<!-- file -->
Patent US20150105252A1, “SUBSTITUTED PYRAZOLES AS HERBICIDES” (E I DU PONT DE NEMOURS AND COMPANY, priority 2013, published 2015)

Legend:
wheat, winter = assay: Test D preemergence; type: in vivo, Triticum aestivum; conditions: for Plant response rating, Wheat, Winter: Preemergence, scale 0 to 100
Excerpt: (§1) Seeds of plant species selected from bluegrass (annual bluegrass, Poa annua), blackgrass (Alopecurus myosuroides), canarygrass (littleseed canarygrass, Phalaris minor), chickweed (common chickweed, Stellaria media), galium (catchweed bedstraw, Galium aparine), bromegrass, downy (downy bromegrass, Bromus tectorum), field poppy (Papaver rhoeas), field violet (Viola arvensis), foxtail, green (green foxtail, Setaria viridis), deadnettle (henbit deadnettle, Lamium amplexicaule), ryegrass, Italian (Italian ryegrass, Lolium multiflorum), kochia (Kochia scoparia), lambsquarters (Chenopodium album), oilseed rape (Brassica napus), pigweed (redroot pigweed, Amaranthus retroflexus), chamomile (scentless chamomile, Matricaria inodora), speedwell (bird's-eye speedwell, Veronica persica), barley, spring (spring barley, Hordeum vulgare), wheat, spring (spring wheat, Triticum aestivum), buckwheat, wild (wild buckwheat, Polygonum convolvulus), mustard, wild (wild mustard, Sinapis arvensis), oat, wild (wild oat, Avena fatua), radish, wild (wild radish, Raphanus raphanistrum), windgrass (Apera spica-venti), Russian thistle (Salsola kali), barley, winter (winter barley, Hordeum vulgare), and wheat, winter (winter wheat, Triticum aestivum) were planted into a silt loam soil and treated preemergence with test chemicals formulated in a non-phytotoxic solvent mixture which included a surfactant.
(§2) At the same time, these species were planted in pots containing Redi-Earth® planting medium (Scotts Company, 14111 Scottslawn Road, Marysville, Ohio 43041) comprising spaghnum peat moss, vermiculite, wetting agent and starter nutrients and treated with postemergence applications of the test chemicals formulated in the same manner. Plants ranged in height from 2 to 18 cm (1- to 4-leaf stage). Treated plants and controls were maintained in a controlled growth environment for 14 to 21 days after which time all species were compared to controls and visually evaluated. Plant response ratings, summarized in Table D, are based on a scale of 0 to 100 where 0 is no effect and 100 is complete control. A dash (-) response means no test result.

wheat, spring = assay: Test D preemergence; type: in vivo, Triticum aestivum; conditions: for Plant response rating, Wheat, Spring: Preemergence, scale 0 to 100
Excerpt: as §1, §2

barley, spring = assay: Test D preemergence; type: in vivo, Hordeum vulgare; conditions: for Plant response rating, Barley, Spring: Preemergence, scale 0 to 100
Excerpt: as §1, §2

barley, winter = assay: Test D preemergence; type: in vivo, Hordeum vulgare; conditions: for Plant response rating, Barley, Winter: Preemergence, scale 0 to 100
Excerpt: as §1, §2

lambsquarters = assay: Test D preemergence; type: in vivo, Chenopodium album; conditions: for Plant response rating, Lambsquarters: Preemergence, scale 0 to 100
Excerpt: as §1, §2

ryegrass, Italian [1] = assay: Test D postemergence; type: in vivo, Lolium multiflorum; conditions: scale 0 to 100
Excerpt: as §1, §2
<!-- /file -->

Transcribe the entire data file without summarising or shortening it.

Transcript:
Patent US20150105252A1, “SUBSTITUTED PYRAZOLES AS HERBICIDES” (E I DU PONT DE NEMOURS AND COMPANY, priority 2013, published 2015)

Legend:
wheat, winter = assay: Test D preemergence; type: in vivo, Triticum aestivum; conditions: for Plant response rating, Wheat, Winter: Preemergence, scale 0 to 100
Excerpt: (§1) Seeds of plant species selected from bluegrass (annual bluegrass, Poa annua), blackgrass (Alopecurus myosuroides), canarygrass (littleseed canarygrass, Phalaris minor), chickweed (common chickweed, Stellaria media), galium (catchweed bedstraw, Galium aparine), bromegrass, downy (downy bromegrass, Bromus tectorum), field poppy (Papaver rhoeas), field violet (Viola arvensis), foxtail, green (green foxtail, Setaria viridis), deadnettle (henbit deadnettle, Lamium amplexicaule), ryegrass, Italian (Italian ryegrass, Lolium multiflorum), kochia (Kochia scoparia), lambsquarters (Chenopodium album), oilseed rape (Brassica napus), pigweed (redroot pigweed, Amaranthus retroflexus), chamomile (scentless chamomile, Matricaria inodora), speedwell (bird's-eye speedwell, Veronica persica), barley, spring (spring barley, Hordeum vulgare), wheat, spring (spring wheat, Triticum aestivum), buckwheat, wild (wild buckwheat, Polygonum convolvulus), mustard, wild (wild mustard, Sinapis arvensis), oat, wild (wild oat, Avena fatua), radish, wild (wild radish, Raphanus raphanistrum), windgrass (Apera spica-venti), Russian thistle (Salsola kali), barley, winter (winter barley, Hordeum vulgare), and wheat, winter (winter wheat, Triticum aestivum) were planted into a silt loam soil and treated preemergence with test chemicals formulated in a non-phytotoxic solvent mixture which included a surfactant.
(§2) At the same time, these species were planted in pots containing Redi-Earth® planting medium (Scotts Company, 14111 Scottslawn Road, Marysville, Ohio 43041) comprising spaghnum peat moss, vermiculite, wetting agent and starter nutrients and treated with postemergence applications of the test chemicals formulated in the same manner. Plants ranged in height from 2 to 18 cm (1- to 4-leaf stage). Treated plants and controls were maintained in a controlled growth environment for 14 to 21 days after which time all species were compared to controls and visually evaluated. Plant response ratings, summarized in Table D, are based on a scale of 0 to 100 where 0 is no effect and 100 is complete control. A dash (-) response means no test result.

wheat, spring = assay: Test D preemergence; type: in vivo, Triticum aestivum; conditions: for Plant response rating, Wheat, Spring: Preemergence, scale 0 to 100
Excerpt: as §1, §2

barley, spring = assay: Test D preemergence; type: in vivo, Hordeum vulgare; conditions: for Plant response rating, Barley, Spring: Preemergence, scale 0 to 100
Excerpt: as §1, §2

barley, winter = assay: Test D preemergence; type: in vivo, Hordeum vulgare; conditions: for Plant response rating, Barley, Winter: Preemergence, scale 0 to 100
Excerpt: as §1, §2

lambsquarters = assay: Test D preemergence; type: in vivo, Chenopodium album; conditions: for Plant response rating, Lambsquarters: Preemergence, scale 0 to 100
Excerpt: as §1, §2

ryegrass, Italian [1] = assay: Test D postemergence; type: in vivo, Lolium multiflorum; conditions: scale 0 to 100
Excerpt: as §1, §2